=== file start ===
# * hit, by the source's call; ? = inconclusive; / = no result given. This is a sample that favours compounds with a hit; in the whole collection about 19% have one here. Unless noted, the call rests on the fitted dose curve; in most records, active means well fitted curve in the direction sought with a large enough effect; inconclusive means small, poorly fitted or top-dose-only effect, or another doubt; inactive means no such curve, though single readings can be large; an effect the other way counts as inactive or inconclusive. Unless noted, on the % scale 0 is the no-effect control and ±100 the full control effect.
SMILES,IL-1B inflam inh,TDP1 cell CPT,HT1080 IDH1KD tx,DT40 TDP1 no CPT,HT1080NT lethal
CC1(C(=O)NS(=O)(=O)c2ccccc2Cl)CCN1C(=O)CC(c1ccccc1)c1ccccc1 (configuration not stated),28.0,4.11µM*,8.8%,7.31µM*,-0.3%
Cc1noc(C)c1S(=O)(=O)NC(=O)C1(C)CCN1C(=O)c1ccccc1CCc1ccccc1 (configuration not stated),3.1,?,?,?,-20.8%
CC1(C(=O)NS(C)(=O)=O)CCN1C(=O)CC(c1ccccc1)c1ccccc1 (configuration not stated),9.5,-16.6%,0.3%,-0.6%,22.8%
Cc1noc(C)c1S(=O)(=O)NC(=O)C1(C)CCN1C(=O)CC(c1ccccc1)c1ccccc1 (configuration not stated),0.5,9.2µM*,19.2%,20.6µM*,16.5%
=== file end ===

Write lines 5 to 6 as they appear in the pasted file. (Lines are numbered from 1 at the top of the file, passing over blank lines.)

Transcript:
CC1(C(=O)NS(C)(=O)=O)CCN1C(=O)CC(c1ccccc1)c1ccccc1 (configuration not stated),9.5,-16.6%,0.3%,-0.6%,22.8%
Cc1noc(C)c1S(=O)(=O)NC(=O)C1(C)CCN1C(=O)CC(c1ccccc1)c1ccccc1 (configuration not stated),0.5,9.2µM*,19.2%,20.6µM*,16.5%